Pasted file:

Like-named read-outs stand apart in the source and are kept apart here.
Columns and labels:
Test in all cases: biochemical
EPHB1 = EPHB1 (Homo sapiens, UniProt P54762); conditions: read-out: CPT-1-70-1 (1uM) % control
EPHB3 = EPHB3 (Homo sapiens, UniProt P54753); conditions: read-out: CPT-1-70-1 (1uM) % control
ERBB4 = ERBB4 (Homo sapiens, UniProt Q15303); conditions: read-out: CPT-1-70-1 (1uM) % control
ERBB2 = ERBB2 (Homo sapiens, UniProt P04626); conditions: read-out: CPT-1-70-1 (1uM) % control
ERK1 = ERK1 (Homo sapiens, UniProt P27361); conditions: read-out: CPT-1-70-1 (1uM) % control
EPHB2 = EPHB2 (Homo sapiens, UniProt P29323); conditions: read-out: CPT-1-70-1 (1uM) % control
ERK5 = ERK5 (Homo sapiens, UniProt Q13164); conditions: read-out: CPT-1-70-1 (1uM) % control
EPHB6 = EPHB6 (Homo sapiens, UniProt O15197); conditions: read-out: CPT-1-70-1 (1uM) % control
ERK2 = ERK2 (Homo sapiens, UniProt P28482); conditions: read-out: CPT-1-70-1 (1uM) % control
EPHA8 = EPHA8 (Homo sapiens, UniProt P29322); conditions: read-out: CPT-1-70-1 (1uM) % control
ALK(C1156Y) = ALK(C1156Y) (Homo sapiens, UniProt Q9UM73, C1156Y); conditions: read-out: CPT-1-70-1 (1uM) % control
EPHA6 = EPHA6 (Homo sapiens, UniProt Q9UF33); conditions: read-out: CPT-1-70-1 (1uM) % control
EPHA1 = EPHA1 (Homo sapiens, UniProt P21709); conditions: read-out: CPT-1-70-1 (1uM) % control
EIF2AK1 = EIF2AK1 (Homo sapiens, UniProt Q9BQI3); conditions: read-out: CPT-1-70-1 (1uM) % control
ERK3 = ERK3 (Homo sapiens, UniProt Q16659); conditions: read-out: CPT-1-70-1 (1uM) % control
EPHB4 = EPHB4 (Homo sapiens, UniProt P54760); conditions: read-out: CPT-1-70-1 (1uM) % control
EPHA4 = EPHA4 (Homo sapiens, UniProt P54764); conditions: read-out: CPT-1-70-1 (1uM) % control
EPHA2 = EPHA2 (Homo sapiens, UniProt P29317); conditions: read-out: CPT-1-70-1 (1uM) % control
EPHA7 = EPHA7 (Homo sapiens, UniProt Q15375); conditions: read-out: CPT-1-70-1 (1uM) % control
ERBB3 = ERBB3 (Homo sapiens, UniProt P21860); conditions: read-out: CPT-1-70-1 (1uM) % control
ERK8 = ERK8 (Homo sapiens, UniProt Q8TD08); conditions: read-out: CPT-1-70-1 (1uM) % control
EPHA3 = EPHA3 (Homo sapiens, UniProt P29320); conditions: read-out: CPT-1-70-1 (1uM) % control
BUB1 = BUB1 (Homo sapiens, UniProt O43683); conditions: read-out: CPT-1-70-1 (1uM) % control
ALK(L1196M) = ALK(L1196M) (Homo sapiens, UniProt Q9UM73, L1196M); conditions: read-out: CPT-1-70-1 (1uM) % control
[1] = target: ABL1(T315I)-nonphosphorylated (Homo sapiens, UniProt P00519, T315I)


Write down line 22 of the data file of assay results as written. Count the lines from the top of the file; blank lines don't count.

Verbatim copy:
EPHA7 = EPHA7 (Homo sapiens, UniProt Q15375); conditions: read-out: CPT-1-70-1 (1uM) % control